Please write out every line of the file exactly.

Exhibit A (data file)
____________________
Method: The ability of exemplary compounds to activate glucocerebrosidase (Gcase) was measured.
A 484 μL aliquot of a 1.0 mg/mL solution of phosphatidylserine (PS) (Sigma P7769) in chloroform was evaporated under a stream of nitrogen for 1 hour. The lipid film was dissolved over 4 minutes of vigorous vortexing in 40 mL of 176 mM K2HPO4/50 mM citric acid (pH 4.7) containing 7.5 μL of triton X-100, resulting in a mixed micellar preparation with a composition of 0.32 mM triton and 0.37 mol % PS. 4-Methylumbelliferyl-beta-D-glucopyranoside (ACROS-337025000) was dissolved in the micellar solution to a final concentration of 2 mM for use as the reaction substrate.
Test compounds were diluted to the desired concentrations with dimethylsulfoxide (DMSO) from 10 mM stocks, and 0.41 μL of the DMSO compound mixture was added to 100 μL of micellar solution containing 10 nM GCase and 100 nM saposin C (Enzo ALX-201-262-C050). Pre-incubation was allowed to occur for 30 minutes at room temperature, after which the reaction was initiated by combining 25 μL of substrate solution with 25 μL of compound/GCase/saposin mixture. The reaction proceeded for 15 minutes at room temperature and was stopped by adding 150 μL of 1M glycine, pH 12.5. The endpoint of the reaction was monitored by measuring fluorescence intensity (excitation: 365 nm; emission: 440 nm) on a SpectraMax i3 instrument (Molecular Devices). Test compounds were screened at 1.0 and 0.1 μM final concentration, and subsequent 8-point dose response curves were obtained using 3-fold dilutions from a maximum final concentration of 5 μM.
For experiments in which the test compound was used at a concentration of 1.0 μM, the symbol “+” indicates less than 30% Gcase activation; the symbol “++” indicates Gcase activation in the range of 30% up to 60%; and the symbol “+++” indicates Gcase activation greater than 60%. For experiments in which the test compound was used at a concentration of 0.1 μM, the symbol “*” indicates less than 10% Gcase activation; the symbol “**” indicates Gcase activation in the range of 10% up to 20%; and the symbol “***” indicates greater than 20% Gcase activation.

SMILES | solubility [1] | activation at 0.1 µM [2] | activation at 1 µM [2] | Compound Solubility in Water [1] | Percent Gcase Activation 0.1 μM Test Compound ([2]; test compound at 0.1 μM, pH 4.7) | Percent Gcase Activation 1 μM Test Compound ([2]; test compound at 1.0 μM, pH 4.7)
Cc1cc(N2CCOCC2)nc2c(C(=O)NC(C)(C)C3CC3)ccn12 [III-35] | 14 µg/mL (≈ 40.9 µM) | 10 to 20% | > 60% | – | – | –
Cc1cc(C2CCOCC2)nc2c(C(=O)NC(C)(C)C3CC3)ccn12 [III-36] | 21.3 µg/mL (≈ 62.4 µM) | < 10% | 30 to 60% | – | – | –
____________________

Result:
Method: The ability of exemplary compounds to activate glucocerebrosidase (Gcase) was measured.
A 484 μL aliquot of a 1.0 mg/mL solution of phosphatidylserine (PS) (Sigma P7769) in chloroform was evaporated under a stream of nitrogen for 1 hour. The lipid film was dissolved over 4 minutes of vigorous vortexing in 40 mL of 176 mM K2HPO4/50 mM citric acid (pH 4.7) containing 7.5 μL of triton X-100, resulting in a mixed micellar preparation with a composition of 0.32 mM triton and 0.37 mol % PS. 4-Methylumbelliferyl-beta-D-glucopyranoside (ACROS-337025000) was dissolved in the micellar solution to a final concentration of 2 mM for use as the reaction substrate.
Test compounds were diluted to the desired concentrations with dimethylsulfoxide (DMSO) from 10 mM stocks, and 0.41 μL of the DMSO compound mixture was added to 100 μL of micellar solution containing 10 nM GCase and 100 nM saposin C (Enzo ALX-201-262-C050). Pre-incubation was allowed to occur for 30 minutes at room temperature, after which the reaction was initiated by combining 25 μL of substrate solution with 25 μL of compound/GCase/saposin mixture. The reaction proceeded for 15 minutes at room temperature and was stopped by adding 150 μL of 1M glycine, pH 12.5. The endpoint of the reaction was monitored by measuring fluorescence intensity (excitation: 365 nm; emission: 440 nm) on a SpectraMax i3 instrument (Molecular Devices). Test compounds were screened at 1.0 and 0.1 μM final concentration, and subsequent 8-point dose response curves were obtained using 3-fold dilutions from a maximum final concentration of 5 μM.
For experiments in which the test compound was used at a concentration of 1.0 μM, the symbol “+” indicates less than 30% Gcase activation; the symbol “++” indicates Gcase activation in the range of 30% up to 60%; and the symbol “+++” indicates Gcase activation greater than 60%. For experiments in which the test compound was used at a concentration of 0.1 μM, the symbol “*” indicates less than 10% Gcase activation; the symbol “**” indicates Gcase activation in the range of 10% up to 20%; and the symbol “***” indicates greater than 20% Gcase activation.

SMILES | solubility [1] | activation at 0.1 µM [2] | activation at 1 µM [2] | Compound Solubility in Water [1] | Percent Gcase Activation 0.1 μM Test Compound ([2]; test compound at 0.1 μM, pH 4.7) | Percent Gcase Activation 1 μM Test Compound ([2]; test compound at 1.0 μM, pH 4.7)
Cc1cc(N2CCOCC2)nc2c(C(=O)NC(C)(C)C3CC3)ccn12 [III-35] | 14 µg/mL (≈ 40.9 µM) | 10 to 20% | > 60% | – | – | –
Cc1cc(C2CCOCC2)nc2c(C(=O)NC(C)(C)C3CC3)ccn12 [III-36] | 21.3 µg/mL (≈ 62.4 µM) | < 10% | 30 to 60% | – | – | –